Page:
Explaining why he refused to stand for the “Star Spangled Banner” before a preseason game on August 26, San Francisco 49ers quarterback Colin Kaepernick said: “I am not going to stand up to show pride in a flag for a country that oppresses black people and people of colour. There are bodies in the street and people getting paid leave and getting away with murder.”
Twitter went predictably nuts, with at least one 49ers fan burning Kaepernick's jersey.
But almost no one seems aware that even if the US were a perfect country today, it would be bizarre to expect African-American players to stand for “The Star-Spangled Banner”. The reason is the US national anthem literally celebrates the murder of African-Americans.
Few people know this because we only ever sing the first verse. But read the end of the third verse and you'll see why “The Star-Spangled Banner” is not just a musical atrocity, it is an intellectual and moral one, too:
No refuge could save the hireling and slave
From the terror of flight or the gloom of the grave,
And the star-spangled banner in triumph doth wave
O'er the land of the free and the home of the brave.
“The Star-Spangled Banner,” Americans hazily remember, was written by Francis Scott Key about the Battle of Fort McHenry in Baltimore during the War of 1812. But no one talks about how the War of 1812 was a war of aggression that began with an attempt by the US to grab Canada from the British Empire.
However, the US wildly overestimated the strength of its military. By the time of the Battle of Fort McHenry in 1814, the British had counterattacked and overrun Washington, DC, setting fire to the White House.
And one of the key tactics behind the British military's success was its active recruitment of US slaves. The orders given to the Royal Navy's Admiral Sir George Cockburn read: “Let the landings you make be more for the protection of the desertion of the Black Population than with a view to any other advantage …
“The great point to be attained is the cordial Support of the Black population. With them properly armed and backed with 20,000 British Troops, Mr. Madison will be hurled from his throne.”
Whole families found their way to the ships of the British, who accepted everyone and pledged no one would be given back to their “owners”. Adult men were trained to create a regiment called the Colonial Marines, who took part in many of the most important battles, including the August 1814 raid on Washington.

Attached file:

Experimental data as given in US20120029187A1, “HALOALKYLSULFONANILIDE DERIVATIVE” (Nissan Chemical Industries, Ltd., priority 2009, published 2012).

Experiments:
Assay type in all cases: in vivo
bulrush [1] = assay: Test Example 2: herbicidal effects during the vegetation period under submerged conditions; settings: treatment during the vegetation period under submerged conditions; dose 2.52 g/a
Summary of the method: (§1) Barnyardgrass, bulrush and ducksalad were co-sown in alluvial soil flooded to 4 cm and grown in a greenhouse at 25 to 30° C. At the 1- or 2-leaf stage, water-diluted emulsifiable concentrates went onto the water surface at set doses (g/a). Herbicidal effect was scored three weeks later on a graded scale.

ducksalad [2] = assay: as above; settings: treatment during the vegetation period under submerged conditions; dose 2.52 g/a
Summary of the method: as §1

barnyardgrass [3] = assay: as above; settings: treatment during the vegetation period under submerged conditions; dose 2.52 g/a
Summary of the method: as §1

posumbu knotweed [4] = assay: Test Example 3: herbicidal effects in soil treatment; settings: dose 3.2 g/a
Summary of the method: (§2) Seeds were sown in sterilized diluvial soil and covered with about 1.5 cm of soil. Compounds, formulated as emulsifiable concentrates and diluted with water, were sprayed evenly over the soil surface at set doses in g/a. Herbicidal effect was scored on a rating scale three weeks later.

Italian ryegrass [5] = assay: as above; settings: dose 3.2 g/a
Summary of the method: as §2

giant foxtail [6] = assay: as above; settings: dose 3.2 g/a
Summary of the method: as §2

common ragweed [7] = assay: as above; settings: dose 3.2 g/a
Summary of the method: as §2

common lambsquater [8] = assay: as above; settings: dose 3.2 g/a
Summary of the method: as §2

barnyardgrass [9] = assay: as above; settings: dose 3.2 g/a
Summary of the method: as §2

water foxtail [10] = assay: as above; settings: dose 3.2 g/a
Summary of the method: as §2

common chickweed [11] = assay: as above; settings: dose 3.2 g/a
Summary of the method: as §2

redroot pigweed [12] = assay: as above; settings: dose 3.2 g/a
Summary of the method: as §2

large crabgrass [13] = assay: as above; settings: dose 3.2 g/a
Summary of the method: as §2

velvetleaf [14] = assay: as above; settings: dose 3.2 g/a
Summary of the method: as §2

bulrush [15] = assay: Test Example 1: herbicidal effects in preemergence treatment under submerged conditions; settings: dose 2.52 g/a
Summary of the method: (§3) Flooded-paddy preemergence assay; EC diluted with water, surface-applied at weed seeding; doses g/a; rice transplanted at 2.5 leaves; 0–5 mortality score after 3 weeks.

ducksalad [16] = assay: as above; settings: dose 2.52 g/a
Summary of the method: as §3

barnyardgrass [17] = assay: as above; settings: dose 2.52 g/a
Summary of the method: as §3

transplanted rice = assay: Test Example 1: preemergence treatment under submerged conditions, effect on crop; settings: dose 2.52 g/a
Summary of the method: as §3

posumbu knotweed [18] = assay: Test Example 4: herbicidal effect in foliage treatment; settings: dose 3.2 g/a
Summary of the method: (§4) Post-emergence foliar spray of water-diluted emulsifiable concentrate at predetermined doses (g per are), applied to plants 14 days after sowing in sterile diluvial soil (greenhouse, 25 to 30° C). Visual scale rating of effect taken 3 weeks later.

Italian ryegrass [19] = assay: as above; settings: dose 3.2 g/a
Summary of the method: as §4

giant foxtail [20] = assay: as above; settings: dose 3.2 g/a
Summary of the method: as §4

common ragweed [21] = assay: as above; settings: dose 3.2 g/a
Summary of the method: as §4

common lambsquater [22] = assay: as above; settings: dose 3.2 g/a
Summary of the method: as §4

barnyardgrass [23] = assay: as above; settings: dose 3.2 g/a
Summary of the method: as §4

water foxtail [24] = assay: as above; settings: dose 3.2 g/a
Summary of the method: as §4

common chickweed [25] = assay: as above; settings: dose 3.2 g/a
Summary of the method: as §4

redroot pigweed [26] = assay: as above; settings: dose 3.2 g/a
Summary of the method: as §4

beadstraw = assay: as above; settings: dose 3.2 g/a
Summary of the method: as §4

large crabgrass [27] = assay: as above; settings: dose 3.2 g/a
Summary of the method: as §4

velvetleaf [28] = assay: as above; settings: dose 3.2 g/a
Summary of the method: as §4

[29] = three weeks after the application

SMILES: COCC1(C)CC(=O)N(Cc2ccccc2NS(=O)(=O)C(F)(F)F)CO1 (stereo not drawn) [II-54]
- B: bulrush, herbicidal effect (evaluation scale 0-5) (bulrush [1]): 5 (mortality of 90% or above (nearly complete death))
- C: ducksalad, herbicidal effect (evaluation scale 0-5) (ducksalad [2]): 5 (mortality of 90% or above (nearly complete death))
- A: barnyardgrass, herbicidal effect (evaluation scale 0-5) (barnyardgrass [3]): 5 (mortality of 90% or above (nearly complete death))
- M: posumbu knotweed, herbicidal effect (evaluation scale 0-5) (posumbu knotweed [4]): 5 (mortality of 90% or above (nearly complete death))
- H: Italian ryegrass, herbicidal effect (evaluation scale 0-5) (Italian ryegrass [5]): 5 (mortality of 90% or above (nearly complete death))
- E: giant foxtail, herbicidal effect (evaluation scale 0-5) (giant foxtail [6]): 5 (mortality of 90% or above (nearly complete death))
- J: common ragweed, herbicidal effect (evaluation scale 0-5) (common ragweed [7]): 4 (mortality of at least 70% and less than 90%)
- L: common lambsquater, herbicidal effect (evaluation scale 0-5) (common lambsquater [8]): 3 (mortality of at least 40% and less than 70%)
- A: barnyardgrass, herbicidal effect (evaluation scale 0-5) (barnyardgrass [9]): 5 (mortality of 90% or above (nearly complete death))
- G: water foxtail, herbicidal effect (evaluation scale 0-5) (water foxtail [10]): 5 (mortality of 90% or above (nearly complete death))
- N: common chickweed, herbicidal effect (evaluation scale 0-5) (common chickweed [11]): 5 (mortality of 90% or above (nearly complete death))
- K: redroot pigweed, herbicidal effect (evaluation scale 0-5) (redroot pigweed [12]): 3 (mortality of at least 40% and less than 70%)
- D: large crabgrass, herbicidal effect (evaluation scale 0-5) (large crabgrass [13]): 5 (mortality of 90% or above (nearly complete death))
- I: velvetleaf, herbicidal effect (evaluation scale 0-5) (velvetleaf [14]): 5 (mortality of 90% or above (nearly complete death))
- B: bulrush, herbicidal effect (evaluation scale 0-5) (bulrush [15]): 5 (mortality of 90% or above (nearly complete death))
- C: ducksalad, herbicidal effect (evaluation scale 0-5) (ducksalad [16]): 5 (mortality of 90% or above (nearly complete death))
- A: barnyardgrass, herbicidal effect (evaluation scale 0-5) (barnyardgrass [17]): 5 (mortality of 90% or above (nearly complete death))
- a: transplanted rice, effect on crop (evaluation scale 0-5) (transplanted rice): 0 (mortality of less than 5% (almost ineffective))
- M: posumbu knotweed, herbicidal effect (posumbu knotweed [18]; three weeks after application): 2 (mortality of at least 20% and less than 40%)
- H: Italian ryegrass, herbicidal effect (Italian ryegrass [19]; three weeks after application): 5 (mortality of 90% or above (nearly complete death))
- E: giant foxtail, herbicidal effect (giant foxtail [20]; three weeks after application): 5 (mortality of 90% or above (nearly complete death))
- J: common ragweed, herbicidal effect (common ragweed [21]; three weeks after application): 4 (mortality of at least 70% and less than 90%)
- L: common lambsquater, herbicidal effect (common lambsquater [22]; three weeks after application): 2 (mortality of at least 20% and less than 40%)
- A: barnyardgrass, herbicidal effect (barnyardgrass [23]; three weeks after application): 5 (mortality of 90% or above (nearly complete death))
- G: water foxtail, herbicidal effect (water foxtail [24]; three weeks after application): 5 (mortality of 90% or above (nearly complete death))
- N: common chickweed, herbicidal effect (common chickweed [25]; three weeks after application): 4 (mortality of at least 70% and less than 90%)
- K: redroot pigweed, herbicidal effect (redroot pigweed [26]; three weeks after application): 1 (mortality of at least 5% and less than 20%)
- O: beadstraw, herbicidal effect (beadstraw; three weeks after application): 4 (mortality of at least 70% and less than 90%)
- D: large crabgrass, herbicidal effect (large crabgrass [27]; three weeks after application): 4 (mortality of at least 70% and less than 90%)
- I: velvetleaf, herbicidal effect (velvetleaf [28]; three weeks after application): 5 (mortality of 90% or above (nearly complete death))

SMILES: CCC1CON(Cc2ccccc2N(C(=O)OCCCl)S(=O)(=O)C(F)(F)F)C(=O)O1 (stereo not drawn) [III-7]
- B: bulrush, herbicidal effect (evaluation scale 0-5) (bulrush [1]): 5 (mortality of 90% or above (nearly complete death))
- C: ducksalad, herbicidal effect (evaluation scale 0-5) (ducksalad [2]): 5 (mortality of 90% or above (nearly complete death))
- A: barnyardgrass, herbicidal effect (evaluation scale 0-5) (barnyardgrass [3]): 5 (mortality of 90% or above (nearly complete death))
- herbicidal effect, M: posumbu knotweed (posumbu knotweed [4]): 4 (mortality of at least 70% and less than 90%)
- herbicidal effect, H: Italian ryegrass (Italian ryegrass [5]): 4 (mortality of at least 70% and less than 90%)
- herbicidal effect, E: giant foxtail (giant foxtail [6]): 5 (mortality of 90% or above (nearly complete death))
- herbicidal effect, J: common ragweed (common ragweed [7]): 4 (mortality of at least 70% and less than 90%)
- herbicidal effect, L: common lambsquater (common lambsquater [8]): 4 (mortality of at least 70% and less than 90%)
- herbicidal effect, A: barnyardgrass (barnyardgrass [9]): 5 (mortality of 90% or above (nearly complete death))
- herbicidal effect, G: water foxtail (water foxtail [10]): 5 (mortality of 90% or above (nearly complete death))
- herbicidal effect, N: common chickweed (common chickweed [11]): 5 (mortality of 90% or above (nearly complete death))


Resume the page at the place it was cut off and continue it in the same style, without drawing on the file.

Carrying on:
Then on the night of September 13, 1814, the British bombarded Fort McHenry. Key, seeing the fort's flag the next morning, was inspired to write the lyrics for “The Star-Spangled Banner”.
So when Key penned, “No refuge could save the hireling and slave/From the terror of flight or the gloom of the grave”, he was taking great satisfaction in the death of slaves who'd freed themselves. His perspective may have been affected by the fact he owned several slaves himself.
With that in mind, think again about the next two lines: “And the star-spangled banner in triumph doth wave/O'er the land of the free and the home of the brave.”
The reality is that there were human beings fighting for freedom with incredible bravery during the War of 1812. However, “The Star-Spangled Banner” glorifies the US's “triumph” over them — and then turns that reality completely upside down, transforming their killers into courageous freedom fighters.
After the US and the British signed a peace treaty at the end of 1814, the US government demanded the return of US “property”, which by that point numbered about 6000 people. The British refused.
Most of the 6000 eventually settled in Canada, with some going to Trinidad, where their descendants are still known as “Merikins”.
Furthermore, if those leading the backlash against Kaepernick need more inspiration, they can get it from Francis Scott Key's later life.
By 1833, Key was a district attorney for Washington, DC. The police at the time were notorious thieves, frequently stealing free blacks' possessions with impunity. One night, one of the constables tried to attack a woman who escaped and ran away — until she fell off a bridge across the Potomac and drowned.
“There is neither mercy nor justice for colored people in this district,” an abolitionist paper wrote. “No fuss or stir was made about it. She was got out of the river, and was buried, and there the matter ended.”
Key was furious and indicted the newspaper for intending “to injure, oppress, aggrieve & vilify the good name, fame, credit and reputation of the Magistrates & constables of Washington County.”
You can decide for yourself whether there is some connection between what happened 200 years ago and what Kaepernick is angry about today.
Maybe it's all ancient, meaningless history. Or maybe it's not, and Kaepernick is right.
[Abridged from The Intercept.]